Going for Gold!!

Being a predominantly English-speaking nation Australians were probably in the minority when it came to understanding what was going on during the psychedelic and brilliantly bonkers, crazy, colourful, musical, magical and certainly memorable opening and closing ceremonies!


British film producer Danny Boyle’s stunning opener made headlines around the world when 900 million* people watching globally saw the Queen make her acting debut opposite 007 James Bond – and once we got over the shock of seeing ‘HRH’ sky-dive into the stadium, it was business as usual.


Australia sent one of its largest teams ever to London, made up of 413 athletes competing in 23 sports, and this year’s key stars were mainly sailors, kayakers, swimmers and from track and field sports.


The first gold was achieved by the women’s 4 x 100 freestyle relay, with the swimming team scooping a total of ten medals overall, made up of one gold, six silver and three bronze.


Although the United States, China and the UK quickly took the top three spots – and remained there until the end – Australia asserted itself as the dominant nation in world sailing, with 470 sailors Mathew Belcher and Malcolm Page winning our third gold medal of the regatta.

Earlier on in the Games, Australia’s first individual gold medallist was Central Coast Laser sailor Tom Slingsby, closely followed by golden girls, cyclist Anna Meares and hurdler Sally Pearson, who won one each.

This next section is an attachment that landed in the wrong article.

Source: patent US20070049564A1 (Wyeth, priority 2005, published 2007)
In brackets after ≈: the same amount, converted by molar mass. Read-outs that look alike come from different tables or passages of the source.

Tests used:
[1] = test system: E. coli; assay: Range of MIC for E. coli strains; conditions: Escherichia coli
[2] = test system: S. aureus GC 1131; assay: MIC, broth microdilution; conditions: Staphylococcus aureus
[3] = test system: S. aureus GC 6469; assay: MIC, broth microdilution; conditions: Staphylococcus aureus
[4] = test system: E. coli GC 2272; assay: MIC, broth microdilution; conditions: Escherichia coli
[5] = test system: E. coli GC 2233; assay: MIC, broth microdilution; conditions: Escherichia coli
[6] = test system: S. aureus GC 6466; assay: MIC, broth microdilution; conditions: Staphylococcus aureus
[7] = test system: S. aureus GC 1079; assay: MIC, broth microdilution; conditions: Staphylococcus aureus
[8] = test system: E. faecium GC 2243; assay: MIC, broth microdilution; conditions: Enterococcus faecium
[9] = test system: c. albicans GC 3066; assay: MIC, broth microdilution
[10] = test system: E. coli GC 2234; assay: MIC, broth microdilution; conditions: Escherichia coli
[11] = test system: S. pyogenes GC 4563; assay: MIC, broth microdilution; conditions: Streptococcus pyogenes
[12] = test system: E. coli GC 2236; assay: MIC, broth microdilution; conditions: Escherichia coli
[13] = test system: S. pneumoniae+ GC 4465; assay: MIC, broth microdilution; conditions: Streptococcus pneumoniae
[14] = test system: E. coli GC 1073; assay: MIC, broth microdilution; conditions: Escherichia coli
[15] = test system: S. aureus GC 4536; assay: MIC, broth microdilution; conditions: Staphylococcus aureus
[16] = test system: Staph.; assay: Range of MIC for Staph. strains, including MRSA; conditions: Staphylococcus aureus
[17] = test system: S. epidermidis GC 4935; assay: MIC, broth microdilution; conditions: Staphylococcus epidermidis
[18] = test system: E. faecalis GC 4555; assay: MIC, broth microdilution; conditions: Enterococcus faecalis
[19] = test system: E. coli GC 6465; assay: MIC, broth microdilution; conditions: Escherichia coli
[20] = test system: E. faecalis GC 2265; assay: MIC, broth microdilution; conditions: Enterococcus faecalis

Then it was back to the water, with Nathan Outteridge and Iain Jensen claiming Australia’s second gold for sailing, and the K4 1000 crew – Jacob Clear, Tait Smith, Murray Stewart and Dave Smith – also winning gold, as teenager Jess Fox outshone her rival white water kayakers to get silver.


And while we were beginning to rely on the water for gold orbs, Sydneysiders and Queenslanders knew that, as usual, they could also rely on the one in the sky – and while it drizzled in London,  fans at the Customs House and Circle on Cavill sites were mostly bathed in glorious sunshine as they watched their teams’ medal tallies increase on the super-screens.


The atmosphere was electric at Customs House and along with a flurry of on-site activity such as table-tennis, fussball and free goody bags, Games fans lined up to pose on the replica podium beneath the screen to receive a photograph of them winning their gold, silver and bronze ‘medals’.


By the end of the 17 days Australia, which hosted the Olympics in 2000, had amassed a haul of 35 medals (seven gold, 16 silver and 12 bronze), cementing us in the Top 10.